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True North eyes bio-ethanol investment, acquires Synata Bio in India


NEW DELHI: Banking on the government’s target for the government’s plan to increase ethanol blending with petrol to reduce carbon emissions and reducing the dependence on oil imports, US-based venture capital firm True North Venture Partners (TNVP) acquired Synata Bio in India. This partnership claims to provide much cheaper ethanol production from coal, TNVP‘s founder Michael Ahearn told ET. Edited excerpts from the interview:

Why did you choose India for your expansion plans?

Ahearn: We’ve brought a few technologies to the market where we’re starting to look at several options, particularly in the energy space. And that’s where India comes into play because we see a very strong fit in some cases between what we’re trying to do with these technologies and their capability on one hand and the needs in India on the other. And we think there’s an opportunity to bring the technology to the Indian market to build factories and production centres in India, and to create a pace in India that can serve not only the Indian market, but potentially global export markets and do that across a certain number of our technologies because our mission or our goal, aligns so well with India’s needs over the coming years.

There is an E-20 target to be established by 2030 in India, and the idea was to produce ethanol through sugar fermentation that is proving to be fairly expensive and difficult to scale through the sugar route. And so, we realise an opportunity to provide a scalable low cost, ethanol technology to achieve that target and but at the same time, use India’s domestic core resources to help unlock the economic value in the country. Coal resources and bring that together. And so a pretty strong value proposition in India. That’s how we started focusing on India.

What sort of investment can we expect in India from your side?

Ahearn: In India, it’s company-specific but in the case of Synata Bio, and [for] these biotech plants that we’re looking at are hundreds of millions of dollars worth of investment for plants. We’d be investing but alongside Indian partners. There will be an investment to build the factory, the laboratories and production facilities as well; it would be some hundreds of millions of dollars over the years if it’s successful.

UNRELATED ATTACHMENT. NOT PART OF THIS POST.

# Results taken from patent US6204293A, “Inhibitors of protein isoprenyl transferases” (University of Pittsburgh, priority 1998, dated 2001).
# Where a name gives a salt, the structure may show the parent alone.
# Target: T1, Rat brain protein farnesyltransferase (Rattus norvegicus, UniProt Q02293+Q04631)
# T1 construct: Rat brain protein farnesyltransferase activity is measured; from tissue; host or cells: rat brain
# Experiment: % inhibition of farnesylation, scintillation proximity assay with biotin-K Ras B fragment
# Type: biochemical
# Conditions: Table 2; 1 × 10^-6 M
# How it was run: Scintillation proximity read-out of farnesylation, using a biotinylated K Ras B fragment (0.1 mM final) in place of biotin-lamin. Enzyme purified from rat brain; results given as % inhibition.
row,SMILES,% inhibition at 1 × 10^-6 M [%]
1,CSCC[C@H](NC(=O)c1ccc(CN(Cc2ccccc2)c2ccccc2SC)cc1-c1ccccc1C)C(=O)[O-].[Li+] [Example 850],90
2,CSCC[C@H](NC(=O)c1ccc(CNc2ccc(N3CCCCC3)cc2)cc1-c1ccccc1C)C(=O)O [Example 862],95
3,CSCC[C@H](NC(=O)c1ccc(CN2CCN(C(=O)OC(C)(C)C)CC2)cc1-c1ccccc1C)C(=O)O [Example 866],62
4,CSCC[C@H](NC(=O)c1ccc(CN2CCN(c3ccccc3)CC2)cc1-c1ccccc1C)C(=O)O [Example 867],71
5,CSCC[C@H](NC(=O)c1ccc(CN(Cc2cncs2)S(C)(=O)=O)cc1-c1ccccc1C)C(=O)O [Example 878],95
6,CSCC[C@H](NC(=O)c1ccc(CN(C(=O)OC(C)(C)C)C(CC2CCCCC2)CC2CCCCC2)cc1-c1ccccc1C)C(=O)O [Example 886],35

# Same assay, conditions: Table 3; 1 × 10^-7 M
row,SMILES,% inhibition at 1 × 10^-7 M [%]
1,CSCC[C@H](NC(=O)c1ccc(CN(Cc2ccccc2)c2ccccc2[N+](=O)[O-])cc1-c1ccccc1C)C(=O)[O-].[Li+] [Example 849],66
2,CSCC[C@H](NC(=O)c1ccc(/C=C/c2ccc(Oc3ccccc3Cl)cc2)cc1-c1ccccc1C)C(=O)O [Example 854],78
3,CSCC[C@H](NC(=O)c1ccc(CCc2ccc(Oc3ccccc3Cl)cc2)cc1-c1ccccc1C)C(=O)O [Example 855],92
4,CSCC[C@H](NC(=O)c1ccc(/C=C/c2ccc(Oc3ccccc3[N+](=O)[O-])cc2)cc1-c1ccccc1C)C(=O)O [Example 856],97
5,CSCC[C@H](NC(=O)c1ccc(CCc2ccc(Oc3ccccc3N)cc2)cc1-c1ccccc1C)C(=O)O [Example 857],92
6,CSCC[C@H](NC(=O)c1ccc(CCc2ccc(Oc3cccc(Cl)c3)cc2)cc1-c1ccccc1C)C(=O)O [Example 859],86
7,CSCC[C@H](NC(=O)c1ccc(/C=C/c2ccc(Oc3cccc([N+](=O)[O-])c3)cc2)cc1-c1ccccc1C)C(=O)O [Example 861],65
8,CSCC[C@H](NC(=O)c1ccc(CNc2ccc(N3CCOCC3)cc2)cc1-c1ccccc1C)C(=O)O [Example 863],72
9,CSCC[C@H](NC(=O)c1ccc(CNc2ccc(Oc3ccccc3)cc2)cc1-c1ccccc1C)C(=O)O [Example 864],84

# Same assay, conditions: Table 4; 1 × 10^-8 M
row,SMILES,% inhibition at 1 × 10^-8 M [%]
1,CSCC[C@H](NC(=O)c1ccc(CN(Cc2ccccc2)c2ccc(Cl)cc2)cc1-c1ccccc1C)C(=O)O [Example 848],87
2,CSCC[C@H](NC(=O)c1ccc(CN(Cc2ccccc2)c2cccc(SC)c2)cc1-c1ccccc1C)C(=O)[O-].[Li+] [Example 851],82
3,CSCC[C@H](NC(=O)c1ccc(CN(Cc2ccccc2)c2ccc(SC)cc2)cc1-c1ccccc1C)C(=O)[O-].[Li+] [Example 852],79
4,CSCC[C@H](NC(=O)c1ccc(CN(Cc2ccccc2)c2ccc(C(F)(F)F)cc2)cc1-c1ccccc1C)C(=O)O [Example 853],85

Have you reached out to any Indian companies like Coal India, or some of the state-run oil companies who are big ethanol buyers?

Ahearn: We have. We’ve recreated a pretty broad stakeholder map. And, starting a process probably dates back even two years, 18 months of reaching out, communicating with a fairly broad group of stakeholders including those, as well as the government side.

What sort of relationship are you looking at with them— equity partners or technology partners?

Ahearn: We do need both. On the technology side, we would look to partners on the gasification. Our technology would be the second process in gas into ethanol, but coal into syngas initially, we’re not looking to do the gasification— there are a couple of Indian companies that can do that. So we’re looking to partner that way on the technology gasification partner. On the distribution and the off-take of the ethanol, we would be looking for partners too. On the ethanol plant investment, there as well. We would participate, but in conjunction with one or more of our strategic partners.

One of the key drivers in terms of ethanol as a fuel has been political keenness to support the sugar industry. Lots of farmers depend on it, and the government tries to help the sugar industry by taking ethanol from them, so they can pay the farmers better. You seem to be going against that.

Ahearn: I think it’s important to not go against that. If the goal is to achieve E-20 by 2030, then as much as sugar-based ethanol as can be produced should come into the market. But there’s going to be a sizeable gap. But I would think of it as this could supplement what sugar-based ethanol just can’t achieve over that time frame.

How much cheaper is your process than the sugar-based one?

Ahearn: If we look at our models, what we have moderated at small scales, in India we can do 20-30% cheaper. That would be our expectation. The price of ethanol through our route is determined significantly by the price of syngas. And the price of syngas is determined significantly by the price of coal. We think high ash low-grade coal could work better for this process. Over time, we could get high ash coal, demonstrate it at scale, get a pretty low price on that. Ethanol price could thus get lower- on the assumption that that resource isn’t going to be used anyway. So you’re extracting some economic value at that price point.





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